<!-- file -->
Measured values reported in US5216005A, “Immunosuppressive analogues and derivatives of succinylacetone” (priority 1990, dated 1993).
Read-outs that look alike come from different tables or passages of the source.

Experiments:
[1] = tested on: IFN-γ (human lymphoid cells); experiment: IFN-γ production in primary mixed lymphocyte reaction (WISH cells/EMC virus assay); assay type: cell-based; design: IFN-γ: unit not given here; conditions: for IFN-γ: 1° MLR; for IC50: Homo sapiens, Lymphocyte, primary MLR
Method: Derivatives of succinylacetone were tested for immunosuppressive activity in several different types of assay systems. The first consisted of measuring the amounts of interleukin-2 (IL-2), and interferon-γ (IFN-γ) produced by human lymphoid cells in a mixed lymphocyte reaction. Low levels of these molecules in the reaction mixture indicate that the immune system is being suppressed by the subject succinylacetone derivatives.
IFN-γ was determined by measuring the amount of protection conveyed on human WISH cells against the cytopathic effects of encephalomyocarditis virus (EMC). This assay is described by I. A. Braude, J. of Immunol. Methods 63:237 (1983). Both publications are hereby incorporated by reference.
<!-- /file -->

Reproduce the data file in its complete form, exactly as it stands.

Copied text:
Measured values reported in US5216005A, “Immunosuppressive analogues and derivatives of succinylacetone” (priority 1990, dated 1993).
Read-outs that look alike come from different tables or passages of the source.

Experiments:
[1] = tested on: IFN-γ (human lymphoid cells); experiment: IFN-γ production in primary mixed lymphocyte reaction (WISH cells/EMC virus assay); assay type: cell-based; design: IFN-γ: unit not given here; conditions: for IFN-γ: 1° MLR; for IC50: Homo sapiens, Lymphocyte, primary MLR
Method: Derivatives of succinylacetone were tested for immunosuppressive activity in several different types of assay systems. The first consisted of measuring the amounts of interleukin-2 (IL-2), and interferon-γ (IFN-γ) produced by human lymphoid cells in a mixed lymphocyte reaction. Low levels of these molecules in the reaction mixture indicate that the immune system is being suppressed by the subject succinylacetone derivatives.
IFN-γ was determined by measuring the amount of protection conveyed on human WISH cells against the cytopathic effects of encephalomyocarditis virus (EMC). This assay is described by I. A. Braude, J. of Immunol. Methods 63:237 (1983). Both publications are hereby incorporated by reference.